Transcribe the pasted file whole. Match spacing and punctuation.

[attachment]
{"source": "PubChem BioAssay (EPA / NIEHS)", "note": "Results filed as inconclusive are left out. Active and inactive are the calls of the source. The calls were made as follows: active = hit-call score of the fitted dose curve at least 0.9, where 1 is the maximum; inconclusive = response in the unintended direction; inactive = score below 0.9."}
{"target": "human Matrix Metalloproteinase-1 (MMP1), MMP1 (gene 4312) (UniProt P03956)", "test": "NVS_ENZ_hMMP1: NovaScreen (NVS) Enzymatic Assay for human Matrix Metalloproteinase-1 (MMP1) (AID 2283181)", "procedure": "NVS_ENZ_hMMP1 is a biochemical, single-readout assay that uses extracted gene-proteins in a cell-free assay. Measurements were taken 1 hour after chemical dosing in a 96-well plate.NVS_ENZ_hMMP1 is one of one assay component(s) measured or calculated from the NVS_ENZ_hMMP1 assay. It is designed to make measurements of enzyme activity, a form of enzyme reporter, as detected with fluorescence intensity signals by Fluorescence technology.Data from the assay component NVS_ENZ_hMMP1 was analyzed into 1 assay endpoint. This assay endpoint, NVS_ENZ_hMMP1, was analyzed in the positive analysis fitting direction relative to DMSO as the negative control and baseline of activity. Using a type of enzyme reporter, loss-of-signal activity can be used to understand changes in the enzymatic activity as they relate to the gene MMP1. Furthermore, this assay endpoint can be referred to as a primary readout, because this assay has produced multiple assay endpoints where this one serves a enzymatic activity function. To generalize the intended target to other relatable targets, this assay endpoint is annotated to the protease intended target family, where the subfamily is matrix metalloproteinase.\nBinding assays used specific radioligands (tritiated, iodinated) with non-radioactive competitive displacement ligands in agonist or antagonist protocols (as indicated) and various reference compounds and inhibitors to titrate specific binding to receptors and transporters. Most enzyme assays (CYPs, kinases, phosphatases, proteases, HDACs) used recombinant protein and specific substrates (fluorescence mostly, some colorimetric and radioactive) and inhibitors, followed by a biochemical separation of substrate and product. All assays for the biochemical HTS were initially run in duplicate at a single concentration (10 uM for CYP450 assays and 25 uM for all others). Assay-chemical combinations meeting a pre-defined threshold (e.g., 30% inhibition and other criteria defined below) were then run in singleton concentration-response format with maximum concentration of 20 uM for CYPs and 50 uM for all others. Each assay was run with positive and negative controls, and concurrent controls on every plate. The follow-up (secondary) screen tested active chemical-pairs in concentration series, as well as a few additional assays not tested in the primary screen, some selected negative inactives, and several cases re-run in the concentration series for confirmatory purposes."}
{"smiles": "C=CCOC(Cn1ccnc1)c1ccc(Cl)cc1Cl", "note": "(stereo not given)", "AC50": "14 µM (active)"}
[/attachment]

{"source": "PubChem BioAssay (EPA / NIEHS)", "note": "Results filed as inconclusive are left out. Active and inactive are the calls of the source. The calls were made as follows: active = hit-call score of the fitted dose curve at least 0.9, where 1 is the maximum; inconclusive = response in the unintended direction; inactive = score below 0.9."}
{"target": "human Matrix Metalloproteinase-1 (MMP1), MMP1 (gene 4312) (UniProt P03956)", "test": "NVS_ENZ_hMMP1: NovaScreen (NVS) Enzymatic Assay for human Matrix Metalloproteinase-1 (MMP1) (AID 2283181)", "procedure": "NVS_ENZ_hMMP1 is a biochemical, single-readout assay that uses extracted gene-proteins in a cell-free assay. Measurements were taken 1 hour after chemical dosing in a 96-well plate.NVS_ENZ_hMMP1 is one of one assay component(s) measured or calculated from the NVS_ENZ_hMMP1 assay. It is designed to make measurements of enzyme activity, a form of enzyme reporter, as detected with fluorescence intensity signals by Fluorescence technology.Data from the assay component NVS_ENZ_hMMP1 was analyzed into 1 assay endpoint. This assay endpoint, NVS_ENZ_hMMP1, was analyzed in the positive analysis fitting direction relative to DMSO as the negative control and baseline of activity. Using a type of enzyme reporter, loss-of-signal activity can be used to understand changes in the enzymatic activity as they relate to the gene MMP1. Furthermore, this assay endpoint can be referred to as a primary readout, because this assay has produced multiple assay endpoints where this one serves a enzymatic activity function. To generalize the intended target to other relatable targets, this assay endpoint is annotated to the protease intended target family, where the subfamily is matrix metalloproteinase.\nBinding assays used specific radioligands (tritiated, iodinated) with non-radioactive competitive displacement ligands in agonist or antagonist protocols (as indicated) and various reference compounds and inhibitors to titrate specific binding to receptors and transporters. Most enzyme assays (CYPs, kinases, phosphatases, proteases, HDACs) used recombinant protein and specific substrates (fluorescence mostly, some colorimetric and radioactive) and inhibitors, followed by a biochemical separation of substrate and product. All assays for the biochemical HTS were initially run in duplicate at a single concentration (10 uM for CYP450 assays and 25 uM for all others). Assay-chemical combinations meeting a pre-defined threshold (e.g., 30% inhibition and other criteria defined below) were then run in singleton concentration-response format with maximum concentration of 20 uM for CYPs and 50 uM for all others. Each assay was run with positive and negative controls, and concurrent controls on every plate. The follow-up (secondary) screen tested active chemical-pairs in concentration series, as well as a few additional assays not tested in the primary screen, some selected negative inactives, and several cases re-run in the concentration series for confirmatory purposes."}
{"smiles": "C=CCOC(Cn1ccnc1)c1ccc(Cl)cc1Cl", "note": "(stereo not given)", "AC50": "14 µM (active)"}